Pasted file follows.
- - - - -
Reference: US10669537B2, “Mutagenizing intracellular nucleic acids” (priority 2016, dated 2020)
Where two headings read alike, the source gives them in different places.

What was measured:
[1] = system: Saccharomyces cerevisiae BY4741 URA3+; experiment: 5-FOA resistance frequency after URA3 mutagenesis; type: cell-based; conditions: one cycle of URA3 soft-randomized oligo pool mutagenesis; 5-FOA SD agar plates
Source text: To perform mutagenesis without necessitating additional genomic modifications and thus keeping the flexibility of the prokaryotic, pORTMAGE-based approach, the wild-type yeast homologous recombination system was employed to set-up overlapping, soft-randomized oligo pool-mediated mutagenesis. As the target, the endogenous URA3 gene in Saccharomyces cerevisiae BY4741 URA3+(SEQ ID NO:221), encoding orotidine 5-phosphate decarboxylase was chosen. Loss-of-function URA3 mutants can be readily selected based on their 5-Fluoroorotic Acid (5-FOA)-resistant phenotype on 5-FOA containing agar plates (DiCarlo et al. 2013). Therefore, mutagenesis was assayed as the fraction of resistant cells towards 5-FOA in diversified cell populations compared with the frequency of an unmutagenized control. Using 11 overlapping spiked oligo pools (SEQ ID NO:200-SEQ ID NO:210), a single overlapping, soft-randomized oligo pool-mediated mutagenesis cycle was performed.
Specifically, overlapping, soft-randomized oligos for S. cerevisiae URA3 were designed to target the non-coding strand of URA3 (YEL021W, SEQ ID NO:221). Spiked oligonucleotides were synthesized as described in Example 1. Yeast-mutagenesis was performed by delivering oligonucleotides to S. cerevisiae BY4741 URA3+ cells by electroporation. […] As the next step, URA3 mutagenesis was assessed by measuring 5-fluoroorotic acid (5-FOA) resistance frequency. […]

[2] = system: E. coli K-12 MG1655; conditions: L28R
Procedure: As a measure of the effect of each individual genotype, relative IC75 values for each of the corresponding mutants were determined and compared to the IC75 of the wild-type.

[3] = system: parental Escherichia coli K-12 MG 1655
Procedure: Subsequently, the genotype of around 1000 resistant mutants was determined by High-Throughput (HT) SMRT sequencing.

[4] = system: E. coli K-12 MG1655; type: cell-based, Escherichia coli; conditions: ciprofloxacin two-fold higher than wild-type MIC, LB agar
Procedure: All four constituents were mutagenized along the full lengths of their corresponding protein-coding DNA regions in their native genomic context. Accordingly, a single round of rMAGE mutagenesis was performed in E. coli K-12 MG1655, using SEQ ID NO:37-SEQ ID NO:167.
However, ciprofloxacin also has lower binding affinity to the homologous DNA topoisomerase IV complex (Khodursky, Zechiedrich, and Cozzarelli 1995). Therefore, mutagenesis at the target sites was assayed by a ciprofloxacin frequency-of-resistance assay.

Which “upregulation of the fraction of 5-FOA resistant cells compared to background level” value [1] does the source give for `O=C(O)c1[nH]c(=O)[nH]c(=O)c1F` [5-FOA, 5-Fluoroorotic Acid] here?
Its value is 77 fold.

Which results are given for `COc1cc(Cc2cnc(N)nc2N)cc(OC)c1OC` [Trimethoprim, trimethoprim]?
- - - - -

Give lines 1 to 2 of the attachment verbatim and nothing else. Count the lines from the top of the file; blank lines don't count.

Reference: US10669537B2, “Mutagenizing intracellular nucleic acids” (priority 2016, dated 2020)
Where two headings read alike, the source gives them in different places.